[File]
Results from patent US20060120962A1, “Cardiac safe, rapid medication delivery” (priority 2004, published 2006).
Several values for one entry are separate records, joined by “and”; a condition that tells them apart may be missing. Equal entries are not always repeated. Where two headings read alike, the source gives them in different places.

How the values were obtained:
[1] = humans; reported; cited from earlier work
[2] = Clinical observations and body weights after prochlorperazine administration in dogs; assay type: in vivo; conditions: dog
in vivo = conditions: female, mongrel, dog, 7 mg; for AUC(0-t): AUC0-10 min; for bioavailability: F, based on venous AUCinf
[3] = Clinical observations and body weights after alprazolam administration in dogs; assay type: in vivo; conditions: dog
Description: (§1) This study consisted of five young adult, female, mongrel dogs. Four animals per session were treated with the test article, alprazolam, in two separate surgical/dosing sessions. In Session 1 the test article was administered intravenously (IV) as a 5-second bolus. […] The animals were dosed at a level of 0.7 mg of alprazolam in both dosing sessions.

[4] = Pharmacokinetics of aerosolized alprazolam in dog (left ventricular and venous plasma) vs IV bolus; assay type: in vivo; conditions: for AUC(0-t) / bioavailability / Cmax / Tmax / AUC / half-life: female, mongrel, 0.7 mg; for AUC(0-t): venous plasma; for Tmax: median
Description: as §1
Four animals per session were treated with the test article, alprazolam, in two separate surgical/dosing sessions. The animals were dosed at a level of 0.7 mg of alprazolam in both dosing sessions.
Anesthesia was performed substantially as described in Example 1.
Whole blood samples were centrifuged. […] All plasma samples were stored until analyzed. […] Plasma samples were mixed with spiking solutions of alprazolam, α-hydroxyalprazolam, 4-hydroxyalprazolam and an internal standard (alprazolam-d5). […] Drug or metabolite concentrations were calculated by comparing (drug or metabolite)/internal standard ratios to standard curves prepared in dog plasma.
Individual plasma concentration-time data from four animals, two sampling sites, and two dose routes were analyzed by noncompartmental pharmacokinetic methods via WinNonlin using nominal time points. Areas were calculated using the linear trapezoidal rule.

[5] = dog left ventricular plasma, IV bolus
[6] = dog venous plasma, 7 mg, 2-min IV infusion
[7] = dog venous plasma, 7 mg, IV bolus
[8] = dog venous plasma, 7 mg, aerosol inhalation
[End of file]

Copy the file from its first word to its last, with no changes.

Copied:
Results from patent US20060120962A1, “Cardiac safe, rapid medication delivery” (priority 2004, published 2006).
Several values for one entry are separate records, joined by “and”; a condition that tells them apart may be missing. Equal entries are not always repeated. Where two headings read alike, the source gives them in different places.

How the values were obtained:
[1] = humans; reported; cited from earlier work
[2] = Clinical observations and body weights after prochlorperazine administration in dogs; assay type: in vivo; conditions: dog
in vivo = conditions: female, mongrel, dog, 7 mg; for AUC(0-t): AUC0-10 min; for bioavailability: F, based on venous AUCinf
[3] = Clinical observations and body weights after alprazolam administration in dogs; assay type: in vivo; conditions: dog
Description: (§1) This study consisted of five young adult, female, mongrel dogs. Four animals per session were treated with the test article, alprazolam, in two separate surgical/dosing sessions. In Session 1 the test article was administered intravenously (IV) as a 5-second bolus. […] The animals were dosed at a level of 0.7 mg of alprazolam in both dosing sessions.

[4] = Pharmacokinetics of aerosolized alprazolam in dog (left ventricular and venous plasma) vs IV bolus; assay type: in vivo; conditions: for AUC(0-t) / bioavailability / Cmax / Tmax / AUC / half-life: female, mongrel, 0.7 mg; for AUC(0-t): venous plasma; for Tmax: median
Description: as §1
Four animals per session were treated with the test article, alprazolam, in two separate surgical/dosing sessions. The animals were dosed at a level of 0.7 mg of alprazolam in both dosing sessions.
Anesthesia was performed substantially as described in Example 1.
Whole blood samples were centrifuged. […] All plasma samples were stored until analyzed. […] Plasma samples were mixed with spiking solutions of alprazolam, α-hydroxyalprazolam, 4-hydroxyalprazolam and an internal standard (alprazolam-d5). […] Drug or metabolite concentrations were calculated by comparing (drug or metabolite)/internal standard ratios to standard curves prepared in dog plasma.
Individual plasma concentration-time data from four animals, two sampling sites, and two dose routes were analyzed by noncompartmental pharmacokinetic methods via WinNonlin using nominal time points. Areas were calculated using the linear trapezoidal rule.

[5] = dog left ventricular plasma, IV bolus
[6] = dog venous plasma, 7 mg, 2-min IV infusion
[7] = dog venous plasma, 7 mg, IV bolus
[8] = dog venous plasma, 7 mg, aerosol inhalation